Recognizing the strategic importance of the Battle at Walloomsac, New York as a part of the turning point of the American Revolution, the American Battlefield Protection Program (ABPP) of the National Park Service has provided grant funding to conduct a cultural resource survey of the site. This survey was completed in the fall of 2015 and an Archaeological Resources Protection Act (ARPA) compliant public report will be available in 2017.
Bennington Battlefield State Historic Site is the location of a Revolutionary War battle between Crown forces commanded by Lt. Col. Friedrich Baum and Lt. Col. Heinrich von Breymann and American militia under Brig. Gen. John Stark and Col. Seth Warner. This battle was fought in two engagements on August 16, 1777 in New York to stop a detachment consisting of Germans and provincial auxiliaries from Lt. Gen. John Burgoyne's army from obtaining horses, cattle, carriages and loyalist recruits as they marched to Bennington. Burgoyne underestimated the strength and obstinacy of the Americans and as a result most of Baum's men were killed or taken prisoner. The British surrendered on October 17, 1777, after two unsuccessful battles in Saratoga. Facilities at the site include game fields, 372.51 acres, interpretive panels, information room, picnic area, grills, hiking trails and restrooms.
May 1 - Veterans Day
8am - Sunset, 7 days a week
Recognizing the strategic importance of the Battle at Walloomsac, New York as a part of the turning point of the American Revolution, the American Battlefield Protection Program (ABPP) of the National Park Service has provided grant funding to conduct a cultural resource survey of the site. Field work for this survey was completed in the fall of 2015. A final Archaeological Resources Protection Act (ARPA) compliant public report is still forthcoming, but reproduced below are primary resources that were collected for its research.
Battle of Bennington Artifacts
The accompanying files contain photographs of artifacts that were recovered during 2015 and 2016 archaeological surveys. In order to protect the integrity of the battlefield, specific locations have been withheld and no maps are included. It is hoped, however, that in sharing these images the reader will gainan appreciation of the physical record that remains of the battle. The types of weapons and ammunition used by the belligerents may be gleaned from these images. The continuity of land usage is also observable in the variety of agricultural objects deposited over the centuries. The mysterious sections of lead pipe recovered in multiple locations indicate a possible source of raw material for round balls. It is hoped that a more detailed summary of these findings will be made available in the near future.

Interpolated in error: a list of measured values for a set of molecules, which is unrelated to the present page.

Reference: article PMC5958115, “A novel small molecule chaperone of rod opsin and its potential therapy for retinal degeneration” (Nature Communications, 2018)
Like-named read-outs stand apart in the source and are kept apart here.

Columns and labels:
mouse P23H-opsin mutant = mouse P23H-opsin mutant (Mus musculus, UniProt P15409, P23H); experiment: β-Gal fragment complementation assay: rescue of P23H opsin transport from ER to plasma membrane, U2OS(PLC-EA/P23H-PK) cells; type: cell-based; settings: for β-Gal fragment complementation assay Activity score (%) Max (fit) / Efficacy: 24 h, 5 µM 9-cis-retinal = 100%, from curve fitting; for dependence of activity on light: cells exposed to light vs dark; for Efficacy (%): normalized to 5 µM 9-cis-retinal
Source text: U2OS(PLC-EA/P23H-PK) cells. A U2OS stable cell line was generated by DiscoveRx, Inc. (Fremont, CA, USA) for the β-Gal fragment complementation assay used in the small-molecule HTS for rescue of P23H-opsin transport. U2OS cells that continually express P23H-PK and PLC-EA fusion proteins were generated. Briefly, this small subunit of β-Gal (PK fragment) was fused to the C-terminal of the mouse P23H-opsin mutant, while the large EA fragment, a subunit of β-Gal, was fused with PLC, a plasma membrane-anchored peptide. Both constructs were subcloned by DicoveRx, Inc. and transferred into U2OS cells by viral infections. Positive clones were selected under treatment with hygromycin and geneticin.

Deer and small game hunting are allowed in season. Hunting permit dates coincide with the NYS DEC hunting permit dates.
A valid hunting license is required to obtain a hunting permit for Bennington Battlefield.
Hunting is not permitted within 500 feet of any building, road, playground, or parking lot, and all trails are considered safety zones where hunting is not allowed.
Permits must be applied for in person, either at the Grafton Lakes State Park Office or by appointment with David Pitlyk. Call 518-279-1155 for inquiries on office hours at Grafton or 518-860-9094 to create an appointment at Bennington. Permits are free but those wishing to obtain them must present valid back tags. While hunting at the site all applicants must observe all applicable New York State laws and regulations as well as Parks policies.
Project/Event Description: The flower planters at the hilltop will be weeded, replanted and mulched. Small trowels will be provided. The planters at other points on-site will be done schedules permitting.
Meeting Location: Hilltop parking area. Appropriate for 13 and up